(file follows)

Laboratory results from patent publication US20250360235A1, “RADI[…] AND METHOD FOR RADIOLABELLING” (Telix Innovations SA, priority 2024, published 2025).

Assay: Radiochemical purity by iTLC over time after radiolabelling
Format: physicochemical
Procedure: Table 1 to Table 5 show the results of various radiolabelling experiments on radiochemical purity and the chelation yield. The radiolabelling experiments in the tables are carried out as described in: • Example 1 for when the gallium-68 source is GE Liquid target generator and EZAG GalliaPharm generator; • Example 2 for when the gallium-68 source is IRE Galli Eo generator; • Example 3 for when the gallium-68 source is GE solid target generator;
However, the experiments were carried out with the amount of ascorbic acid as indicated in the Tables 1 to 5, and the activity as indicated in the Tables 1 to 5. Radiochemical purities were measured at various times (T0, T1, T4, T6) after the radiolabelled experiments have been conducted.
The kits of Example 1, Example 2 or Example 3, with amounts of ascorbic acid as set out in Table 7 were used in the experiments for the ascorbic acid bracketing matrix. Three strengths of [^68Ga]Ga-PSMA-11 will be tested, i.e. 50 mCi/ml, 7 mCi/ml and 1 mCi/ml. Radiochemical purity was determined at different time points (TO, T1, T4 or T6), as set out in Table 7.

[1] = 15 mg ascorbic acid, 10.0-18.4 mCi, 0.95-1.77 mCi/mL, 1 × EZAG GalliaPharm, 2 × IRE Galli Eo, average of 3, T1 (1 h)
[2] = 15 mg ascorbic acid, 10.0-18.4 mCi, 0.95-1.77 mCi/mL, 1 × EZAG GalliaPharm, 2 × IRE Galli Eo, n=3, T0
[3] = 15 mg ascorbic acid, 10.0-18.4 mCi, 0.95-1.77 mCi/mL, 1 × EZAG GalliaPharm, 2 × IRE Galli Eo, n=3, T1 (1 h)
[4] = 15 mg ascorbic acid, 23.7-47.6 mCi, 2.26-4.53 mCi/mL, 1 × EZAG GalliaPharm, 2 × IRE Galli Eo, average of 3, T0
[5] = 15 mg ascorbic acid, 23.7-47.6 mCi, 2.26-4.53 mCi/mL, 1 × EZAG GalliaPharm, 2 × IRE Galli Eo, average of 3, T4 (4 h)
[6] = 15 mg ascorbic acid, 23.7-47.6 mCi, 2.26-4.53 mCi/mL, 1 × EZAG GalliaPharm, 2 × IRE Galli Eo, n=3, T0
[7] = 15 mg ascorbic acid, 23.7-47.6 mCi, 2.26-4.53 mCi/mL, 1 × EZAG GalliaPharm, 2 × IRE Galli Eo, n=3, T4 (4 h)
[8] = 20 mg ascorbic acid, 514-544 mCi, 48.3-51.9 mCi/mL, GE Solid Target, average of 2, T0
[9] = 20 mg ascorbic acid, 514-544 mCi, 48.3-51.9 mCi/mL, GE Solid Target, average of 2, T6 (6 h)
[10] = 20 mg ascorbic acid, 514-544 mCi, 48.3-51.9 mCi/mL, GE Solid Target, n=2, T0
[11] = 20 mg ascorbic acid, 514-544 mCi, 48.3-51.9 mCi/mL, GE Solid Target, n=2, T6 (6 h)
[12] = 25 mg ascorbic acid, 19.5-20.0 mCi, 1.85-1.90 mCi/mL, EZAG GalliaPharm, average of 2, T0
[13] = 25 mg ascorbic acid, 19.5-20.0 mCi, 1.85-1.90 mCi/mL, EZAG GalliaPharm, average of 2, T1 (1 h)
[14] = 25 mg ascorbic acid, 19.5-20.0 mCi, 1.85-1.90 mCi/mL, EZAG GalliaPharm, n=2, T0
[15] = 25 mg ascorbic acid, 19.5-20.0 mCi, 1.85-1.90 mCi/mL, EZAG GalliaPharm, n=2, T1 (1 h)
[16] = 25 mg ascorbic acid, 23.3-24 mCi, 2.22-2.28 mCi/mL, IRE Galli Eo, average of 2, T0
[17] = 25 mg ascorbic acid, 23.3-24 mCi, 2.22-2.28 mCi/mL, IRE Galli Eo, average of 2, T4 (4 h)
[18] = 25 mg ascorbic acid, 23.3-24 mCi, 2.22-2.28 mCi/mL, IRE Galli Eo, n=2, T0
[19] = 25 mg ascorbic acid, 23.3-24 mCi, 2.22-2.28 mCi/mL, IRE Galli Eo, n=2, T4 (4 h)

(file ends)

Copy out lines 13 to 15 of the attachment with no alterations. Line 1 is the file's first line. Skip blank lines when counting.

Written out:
[7] = 15 mg ascorbic acid, 23.7-47.6 mCi, 2.26-4.53 mCi/mL, 1 × EZAG GalliaPharm, 2 × IRE Galli Eo, n=3, T4 (4 h)
[8] = 20 mg ascorbic acid, 514-544 mCi, 48.3-51.9 mCi/mL, GE Solid Target, average of 2, T0
[9] = 20 mg ascorbic acid, 514-544 mCi, 48.3-51.9 mCi/mL, GE Solid Target, average of 2, T6 (6 h)